Thursday, April 9, 2020

#100 / Learn A Lesson From The Laughing Rats

Aeon, an online magazine, has recently published an article titled, "Rats are us." Well, I guess we can learn something new every day. At least, we can learn something new if we pay attention. 

The article with this provacative title notes that rats can laugh. Who knew that? Well, I didn't, anyway. It turns out, in fact, that there are a lot of things about rats that I didn't know. Here is a quick summary, from the article, of some of those things:

In the late 1990s, Jaak Panksepp, the father of affective neuroscience, discovered that rats laugh. This fact had remained hidden because rats laugh in ultrasonic chirps that we can’t hear. It was only when Brian Knutson, a member of Panksepp’s lab, started to monitor their vocalisations during social play that he realised there was something that appeared unexpectedly similar to human laughter. Panksepp and his team began to systematically study this phenomenon by tickling the rats and measuring their response. They found that the rats’ vocalisations more than doubled during tickling, and that rats bonded with the ticklers, approaching them more frequently for social play. The rats were enjoying themselves. But the discovery was met with opposition from the scientific community. The world wasn’t ready for laughing rats. 
That discovery was just the tip of the iceberg. We now know that rats don’t live merely in the present, but are capable of reliving memories of past experiences and mentally planning ahead the navigation route they will later follow. They reciprocally trade different kinds of goods with each other – and understand not only when they owe a favour to another rat, but also that the favour can be paid back in a different currency. When they make a wrong choice, they display something that appears very close to regret. Despite having brains that are much simpler than humans’, there are some learning tasks in which they’ll likely outperform you. Rats can be taught cognitively demanding skills, such as driving a vehicle to reach a desired goal, playing hide-and-seek with a human, and using the appropriate tool to access out-of-reach food.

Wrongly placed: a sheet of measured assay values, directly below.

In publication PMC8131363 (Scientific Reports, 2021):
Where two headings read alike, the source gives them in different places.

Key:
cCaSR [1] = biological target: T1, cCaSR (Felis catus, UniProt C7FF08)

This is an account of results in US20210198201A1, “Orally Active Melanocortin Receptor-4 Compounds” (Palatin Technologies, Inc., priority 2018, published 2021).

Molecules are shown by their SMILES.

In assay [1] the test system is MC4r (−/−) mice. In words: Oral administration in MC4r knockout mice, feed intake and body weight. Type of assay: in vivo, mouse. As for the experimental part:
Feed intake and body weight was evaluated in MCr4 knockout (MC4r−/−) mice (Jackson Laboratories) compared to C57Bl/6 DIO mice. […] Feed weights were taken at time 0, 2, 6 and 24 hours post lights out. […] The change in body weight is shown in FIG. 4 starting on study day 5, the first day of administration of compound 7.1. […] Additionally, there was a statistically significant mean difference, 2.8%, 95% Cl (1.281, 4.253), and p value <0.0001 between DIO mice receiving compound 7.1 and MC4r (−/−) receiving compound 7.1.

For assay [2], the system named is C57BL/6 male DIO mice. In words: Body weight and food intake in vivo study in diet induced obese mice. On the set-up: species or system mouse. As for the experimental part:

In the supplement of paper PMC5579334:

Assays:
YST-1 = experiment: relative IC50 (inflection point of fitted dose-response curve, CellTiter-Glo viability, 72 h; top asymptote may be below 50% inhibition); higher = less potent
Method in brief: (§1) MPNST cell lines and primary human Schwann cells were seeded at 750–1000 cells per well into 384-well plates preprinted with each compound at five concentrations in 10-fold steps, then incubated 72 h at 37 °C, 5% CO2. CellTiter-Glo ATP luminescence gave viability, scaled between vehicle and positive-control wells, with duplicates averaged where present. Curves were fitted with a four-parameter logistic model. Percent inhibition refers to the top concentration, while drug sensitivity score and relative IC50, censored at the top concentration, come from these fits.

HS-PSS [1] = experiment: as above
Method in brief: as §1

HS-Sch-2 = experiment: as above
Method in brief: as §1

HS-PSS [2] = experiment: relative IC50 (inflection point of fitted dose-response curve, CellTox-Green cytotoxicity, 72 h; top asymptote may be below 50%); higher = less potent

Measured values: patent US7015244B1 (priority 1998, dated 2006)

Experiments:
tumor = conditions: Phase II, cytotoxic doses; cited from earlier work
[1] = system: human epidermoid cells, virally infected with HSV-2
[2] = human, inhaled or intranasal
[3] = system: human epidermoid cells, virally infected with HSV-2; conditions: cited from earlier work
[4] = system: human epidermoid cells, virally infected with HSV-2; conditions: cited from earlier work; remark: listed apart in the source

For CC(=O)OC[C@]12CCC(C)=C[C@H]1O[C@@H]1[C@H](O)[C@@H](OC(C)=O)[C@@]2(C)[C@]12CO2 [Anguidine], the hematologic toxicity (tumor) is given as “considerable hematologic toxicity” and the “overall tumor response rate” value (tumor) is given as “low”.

The most unexpected discovery, however, was that rats are capable of empathy (emphasis added).

I hate to take what some might conclude is a cheap shot, but don't you sometimes wonder whether human beings are capable of empathy? Empathy is not something that is at all times and universally evident among us, and perhaps it is particularly and conspicuously absent inside the world of electoral politics, where a lot of us are spending our time, these days.

Online discussions about politics are particularly revealing with respect to the need to recapture empathy as an essential element in our human interactions. See my blog posting about how I met a "troll." I was trying, in writing about my experience, to provide a reminder that many of us succumb to the temptation to be totally unempathetic when faced with political statements with which we disagree, whether those statements come to us online or off. 

Aeon got me thinking about empathy! There is also another thing I started thinking about after reading the Aeon article on the laughing rats. The article comes headlined with a question:

Rats are sentient beings with rich emotional lives, yet we subject them to experimental cruelty without conscience. Why?

The answer to this question, "Why?," is almost certainly related to that empathy thing, but I think the phenomenon is also related, and perhaps above all, to the human sense that we are entitled to do whatever we want to do, inside the World of Nature, and that all of the Natural World actually belongs to us. 

The facts of the matter, of course, are quite to the contrary. We are actually "creatures" within the World of Nature, just like the rats! How we got here is mysterious, and we don't think about that very much. What we do think about is what we want. In fact, we have concluded, since we have unparalleled power to alter the Natural World, that our desires and projects should be the only things that matter. Rats die and trees are clearcut to the ground. Empathy is not driving our projects.

Bob Dylan has a song that touches on the subject. Click right here to listen. Here are the lyrics that came to my mind when I read that story about the laughing rats. These are the words I thought about when I asked myself the question posed with the article: Why? I think Dylan has the answer:

Man thinks, 'cause he rules the earth,
He can do with it as he please
And if things don't change soon, he will
Oh, man has invented his doom
First step was touching the moon

Now, there's a woman on my block
She just sit there as the night grows still
She say who gonna take away his license to kill?

Rats will laugh, for sure (and the whole Natural World will laugh with them), if human beings can ever learn about an empathy that includes the whole world. Things will be good, everywhere, if we can learn about empathy in time to avoid our doom. We could begin with that lesson taught by the rats. They've got empathy; why not us?

When we really learn that lesson about empathy, when we learn it down to the ground, we are all going to hustle on down to City Hall, as fast as we can. We are all going to want to turn in our license to kill!

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